I’m reminding folks of the Historic Preservation Symposium on May 27-28.
Chamber of commerce, county and city officials are encouraged to attend to learn about how historic preservation and recycling old buildings can contribute to your communities’ economic development by preserving character and good architecture.

Related to that there is a new edition of a book out that I wish I had had 10 years ago. It is an “all in one place” reference for those new to the idea of historic preservation – “Historic Preservation – An Introduction to its History Principles and Practice” (2nd Edition) by Norman Tyler.

It’s been my experience that the general public isn’t aware of the formal sense of historic preservation and if they are it is often immediately suspect because it is associated with possible extra costs plus restrictions on property rights and design. But the book discusses different perspectives and acknowledges different interpretations of how and what to preserve in adapting a community philosophy or policy.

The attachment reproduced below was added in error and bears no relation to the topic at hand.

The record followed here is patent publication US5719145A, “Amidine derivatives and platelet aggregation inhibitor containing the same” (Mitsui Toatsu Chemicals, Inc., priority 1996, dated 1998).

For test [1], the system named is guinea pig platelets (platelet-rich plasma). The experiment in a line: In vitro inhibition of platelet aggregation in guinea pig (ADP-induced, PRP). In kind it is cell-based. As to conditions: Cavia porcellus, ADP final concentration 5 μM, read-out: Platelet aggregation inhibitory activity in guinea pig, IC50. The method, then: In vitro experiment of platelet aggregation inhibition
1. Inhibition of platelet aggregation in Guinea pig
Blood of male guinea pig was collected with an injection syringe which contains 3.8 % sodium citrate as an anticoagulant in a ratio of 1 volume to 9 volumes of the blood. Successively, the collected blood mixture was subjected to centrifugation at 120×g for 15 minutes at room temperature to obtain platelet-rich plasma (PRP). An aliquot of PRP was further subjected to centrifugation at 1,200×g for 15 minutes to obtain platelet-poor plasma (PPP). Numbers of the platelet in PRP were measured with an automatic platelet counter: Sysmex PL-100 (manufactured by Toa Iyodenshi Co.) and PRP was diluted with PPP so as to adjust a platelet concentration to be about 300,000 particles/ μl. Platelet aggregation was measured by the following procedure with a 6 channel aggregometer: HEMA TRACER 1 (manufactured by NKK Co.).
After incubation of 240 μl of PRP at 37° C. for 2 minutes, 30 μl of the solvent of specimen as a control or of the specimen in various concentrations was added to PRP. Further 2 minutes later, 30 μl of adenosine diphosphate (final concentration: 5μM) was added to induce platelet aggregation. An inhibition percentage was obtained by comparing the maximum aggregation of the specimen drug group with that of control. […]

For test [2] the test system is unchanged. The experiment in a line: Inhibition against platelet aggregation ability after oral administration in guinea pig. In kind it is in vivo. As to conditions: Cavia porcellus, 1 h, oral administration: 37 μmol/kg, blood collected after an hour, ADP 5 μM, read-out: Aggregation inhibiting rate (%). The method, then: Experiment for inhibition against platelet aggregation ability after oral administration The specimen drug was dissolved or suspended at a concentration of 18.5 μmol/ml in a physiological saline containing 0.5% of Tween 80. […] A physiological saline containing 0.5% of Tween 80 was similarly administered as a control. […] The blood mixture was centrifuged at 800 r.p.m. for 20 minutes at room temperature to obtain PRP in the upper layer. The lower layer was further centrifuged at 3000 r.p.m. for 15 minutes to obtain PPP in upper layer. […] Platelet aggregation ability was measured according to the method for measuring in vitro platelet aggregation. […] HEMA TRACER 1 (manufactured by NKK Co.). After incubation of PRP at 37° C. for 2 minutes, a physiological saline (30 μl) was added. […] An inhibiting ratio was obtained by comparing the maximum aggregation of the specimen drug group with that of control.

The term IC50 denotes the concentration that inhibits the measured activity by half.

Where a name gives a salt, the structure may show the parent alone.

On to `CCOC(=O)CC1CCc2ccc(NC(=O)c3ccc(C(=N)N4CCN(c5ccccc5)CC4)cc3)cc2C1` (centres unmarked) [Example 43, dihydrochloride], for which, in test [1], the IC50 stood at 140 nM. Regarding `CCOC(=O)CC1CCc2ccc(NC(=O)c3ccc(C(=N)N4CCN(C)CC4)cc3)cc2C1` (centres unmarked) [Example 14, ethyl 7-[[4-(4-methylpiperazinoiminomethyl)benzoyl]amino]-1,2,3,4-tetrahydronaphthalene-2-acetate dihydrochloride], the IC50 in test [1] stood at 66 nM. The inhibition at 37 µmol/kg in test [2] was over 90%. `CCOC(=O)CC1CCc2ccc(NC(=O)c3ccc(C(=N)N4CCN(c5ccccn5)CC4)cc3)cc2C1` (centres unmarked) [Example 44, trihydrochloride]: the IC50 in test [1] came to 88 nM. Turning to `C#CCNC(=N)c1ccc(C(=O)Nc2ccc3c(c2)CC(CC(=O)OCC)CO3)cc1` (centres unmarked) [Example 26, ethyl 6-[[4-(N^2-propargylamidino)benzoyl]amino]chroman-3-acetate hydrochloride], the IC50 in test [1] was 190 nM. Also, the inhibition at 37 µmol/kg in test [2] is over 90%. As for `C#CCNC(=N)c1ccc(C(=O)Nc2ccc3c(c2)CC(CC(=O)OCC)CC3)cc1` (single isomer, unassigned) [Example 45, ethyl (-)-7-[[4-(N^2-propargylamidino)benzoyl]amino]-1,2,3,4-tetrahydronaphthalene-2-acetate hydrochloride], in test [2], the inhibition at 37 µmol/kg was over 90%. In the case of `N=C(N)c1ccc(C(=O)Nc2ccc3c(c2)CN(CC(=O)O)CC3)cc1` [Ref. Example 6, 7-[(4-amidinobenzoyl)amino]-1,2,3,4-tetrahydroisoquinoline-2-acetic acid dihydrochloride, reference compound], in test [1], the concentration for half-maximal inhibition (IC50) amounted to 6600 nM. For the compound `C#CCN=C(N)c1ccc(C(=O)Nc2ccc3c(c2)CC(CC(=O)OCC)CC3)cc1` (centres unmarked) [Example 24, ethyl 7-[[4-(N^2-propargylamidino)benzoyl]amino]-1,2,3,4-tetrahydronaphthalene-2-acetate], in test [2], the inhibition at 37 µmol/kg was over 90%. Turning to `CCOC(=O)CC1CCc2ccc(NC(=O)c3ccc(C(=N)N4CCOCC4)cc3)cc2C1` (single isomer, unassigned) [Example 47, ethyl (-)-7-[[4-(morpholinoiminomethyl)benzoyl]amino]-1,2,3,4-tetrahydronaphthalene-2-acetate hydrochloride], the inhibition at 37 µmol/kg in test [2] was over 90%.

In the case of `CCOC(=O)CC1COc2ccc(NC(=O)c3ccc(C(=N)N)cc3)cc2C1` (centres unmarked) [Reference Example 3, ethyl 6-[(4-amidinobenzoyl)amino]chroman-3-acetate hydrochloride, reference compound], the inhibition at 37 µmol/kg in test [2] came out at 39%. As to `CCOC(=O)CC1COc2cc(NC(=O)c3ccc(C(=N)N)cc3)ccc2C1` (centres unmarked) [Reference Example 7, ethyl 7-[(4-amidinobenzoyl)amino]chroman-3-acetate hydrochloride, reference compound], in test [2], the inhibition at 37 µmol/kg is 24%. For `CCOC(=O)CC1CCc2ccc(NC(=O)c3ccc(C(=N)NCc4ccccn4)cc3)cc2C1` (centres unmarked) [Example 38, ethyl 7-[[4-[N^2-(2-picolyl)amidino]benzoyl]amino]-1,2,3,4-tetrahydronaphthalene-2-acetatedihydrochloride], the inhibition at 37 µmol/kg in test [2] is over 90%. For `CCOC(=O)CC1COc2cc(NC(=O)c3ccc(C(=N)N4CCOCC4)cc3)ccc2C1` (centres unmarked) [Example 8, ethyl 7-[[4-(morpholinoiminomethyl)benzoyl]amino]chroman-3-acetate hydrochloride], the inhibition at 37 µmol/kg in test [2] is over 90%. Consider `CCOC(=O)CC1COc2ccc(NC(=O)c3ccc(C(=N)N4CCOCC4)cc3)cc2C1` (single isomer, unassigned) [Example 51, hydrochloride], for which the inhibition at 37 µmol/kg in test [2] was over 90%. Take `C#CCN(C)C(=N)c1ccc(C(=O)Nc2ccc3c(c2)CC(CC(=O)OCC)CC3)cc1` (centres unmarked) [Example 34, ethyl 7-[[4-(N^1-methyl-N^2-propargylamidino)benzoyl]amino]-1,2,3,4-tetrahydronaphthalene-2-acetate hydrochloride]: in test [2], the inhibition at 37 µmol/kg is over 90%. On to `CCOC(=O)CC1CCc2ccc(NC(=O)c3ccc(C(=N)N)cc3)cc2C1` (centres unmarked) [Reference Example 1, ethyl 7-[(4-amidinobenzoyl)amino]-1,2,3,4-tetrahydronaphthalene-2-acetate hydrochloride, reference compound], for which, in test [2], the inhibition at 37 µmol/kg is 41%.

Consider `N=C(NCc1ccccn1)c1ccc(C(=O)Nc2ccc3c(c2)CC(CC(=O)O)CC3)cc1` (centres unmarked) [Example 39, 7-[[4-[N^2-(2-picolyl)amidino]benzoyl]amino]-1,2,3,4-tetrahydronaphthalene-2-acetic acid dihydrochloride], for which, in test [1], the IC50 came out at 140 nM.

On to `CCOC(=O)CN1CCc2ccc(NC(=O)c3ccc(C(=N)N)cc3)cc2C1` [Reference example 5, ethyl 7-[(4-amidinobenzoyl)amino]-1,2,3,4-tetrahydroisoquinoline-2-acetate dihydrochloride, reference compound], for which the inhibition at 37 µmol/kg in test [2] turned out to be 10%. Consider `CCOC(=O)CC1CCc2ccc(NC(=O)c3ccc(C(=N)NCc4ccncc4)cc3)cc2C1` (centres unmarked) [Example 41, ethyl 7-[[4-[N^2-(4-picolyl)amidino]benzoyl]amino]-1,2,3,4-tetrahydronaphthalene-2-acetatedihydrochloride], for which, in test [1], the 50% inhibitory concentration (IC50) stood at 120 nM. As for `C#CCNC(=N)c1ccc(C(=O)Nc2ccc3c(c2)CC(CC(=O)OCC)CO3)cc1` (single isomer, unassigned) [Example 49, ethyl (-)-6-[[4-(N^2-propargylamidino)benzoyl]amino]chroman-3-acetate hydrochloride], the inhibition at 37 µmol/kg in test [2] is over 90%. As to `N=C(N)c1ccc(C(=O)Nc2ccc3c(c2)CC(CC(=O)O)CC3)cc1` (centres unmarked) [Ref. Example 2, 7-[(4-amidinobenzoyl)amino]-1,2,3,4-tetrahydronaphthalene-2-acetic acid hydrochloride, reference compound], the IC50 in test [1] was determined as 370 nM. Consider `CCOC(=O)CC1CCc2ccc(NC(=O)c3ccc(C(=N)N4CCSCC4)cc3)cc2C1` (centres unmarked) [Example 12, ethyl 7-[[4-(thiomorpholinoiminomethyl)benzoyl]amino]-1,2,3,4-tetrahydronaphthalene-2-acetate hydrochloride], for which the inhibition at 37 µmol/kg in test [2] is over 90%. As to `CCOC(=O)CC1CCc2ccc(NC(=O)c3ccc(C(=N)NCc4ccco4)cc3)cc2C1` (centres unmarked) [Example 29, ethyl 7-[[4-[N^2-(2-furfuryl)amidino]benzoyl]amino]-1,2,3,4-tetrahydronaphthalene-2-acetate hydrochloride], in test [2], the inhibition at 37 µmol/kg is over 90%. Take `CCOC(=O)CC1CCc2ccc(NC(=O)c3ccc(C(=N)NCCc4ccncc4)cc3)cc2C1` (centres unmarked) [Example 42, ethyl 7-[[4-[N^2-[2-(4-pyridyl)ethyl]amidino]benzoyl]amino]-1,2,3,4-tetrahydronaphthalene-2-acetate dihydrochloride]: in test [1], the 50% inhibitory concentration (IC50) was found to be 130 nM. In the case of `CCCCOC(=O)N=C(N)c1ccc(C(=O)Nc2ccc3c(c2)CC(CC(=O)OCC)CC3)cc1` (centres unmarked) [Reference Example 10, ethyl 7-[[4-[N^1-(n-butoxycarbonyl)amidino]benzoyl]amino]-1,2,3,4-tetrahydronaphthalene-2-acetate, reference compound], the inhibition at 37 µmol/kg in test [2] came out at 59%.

The book is also a useful tool for learning about basic architectural styles. It discusses the distinction between preservation, rehabilitation, restoration, and reconstruction as well as tax credit possibilities and legalities involved.
When thinking of how to resist the temptation to immediately destroy old structures and cultural landscapes, the book provides basic facts about the process of recognizing historic places and preserving them. It provides a basis for considering alternative adaptive uses for property owners. Contact your local bookstore or ask the local library to purchase it.It would be a great review for the symposium.
Karen Prasse
President, League of Snohomish County Heritage Organizations